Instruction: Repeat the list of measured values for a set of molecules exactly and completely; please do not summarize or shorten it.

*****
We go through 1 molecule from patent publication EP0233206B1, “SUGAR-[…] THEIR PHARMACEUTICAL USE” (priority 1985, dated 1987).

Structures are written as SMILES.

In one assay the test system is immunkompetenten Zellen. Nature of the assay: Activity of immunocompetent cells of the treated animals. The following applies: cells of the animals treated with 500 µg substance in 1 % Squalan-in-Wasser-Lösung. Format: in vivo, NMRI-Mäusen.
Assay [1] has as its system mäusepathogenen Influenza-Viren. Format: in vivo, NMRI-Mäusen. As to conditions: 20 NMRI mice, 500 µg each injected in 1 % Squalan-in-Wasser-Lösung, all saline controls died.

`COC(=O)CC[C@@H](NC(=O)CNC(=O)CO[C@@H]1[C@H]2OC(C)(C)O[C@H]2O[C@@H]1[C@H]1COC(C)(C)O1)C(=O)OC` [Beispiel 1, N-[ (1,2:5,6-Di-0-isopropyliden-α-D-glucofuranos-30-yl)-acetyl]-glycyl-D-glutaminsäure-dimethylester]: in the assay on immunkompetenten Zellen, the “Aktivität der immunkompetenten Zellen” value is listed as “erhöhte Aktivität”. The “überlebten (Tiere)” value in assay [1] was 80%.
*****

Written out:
We go through 1 molecule from patent publication EP0233206B1, “SUGAR-[…] THEIR PHARMACEUTICAL USE” (priority 1985, dated 1987).

Structures are written as SMILES.

In one assay the test system is immunkompetenten Zellen. Nature of the assay: Activity of immunocompetent cells of the treated animals. The following applies: cells of the animals treated with 500 µg substance in 1 % Squalan-in-Wasser-Lösung. Format: in vivo, NMRI-Mäusen.
Assay [1] has as its system mäusepathogenen Influenza-Viren. Format: in vivo, NMRI-Mäusen. As to conditions: 20 NMRI mice, 500 µg each injected in 1 % Squalan-in-Wasser-Lösung, all saline controls died.

`COC(=O)CC[C@@H](NC(=O)CNC(=O)CO[C@@H]1[C@H]2OC(C)(C)O[C@H]2O[C@@H]1[C@H]1COC(C)(C)O1)C(=O)OC` [Beispiel 1, N-[ (1,2:5,6-Di-0-isopropyliden-α-D-glucofuranos-30-yl)-acetyl]-glycyl-D-glutaminsäure-dimethylester]: in the assay on immunkompetenten Zellen, the “Aktivität der immunkompetenten Zellen” value is listed as “erhöhte Aktivität”. The “überlebten (Tiere)” value in assay [1] was 80%.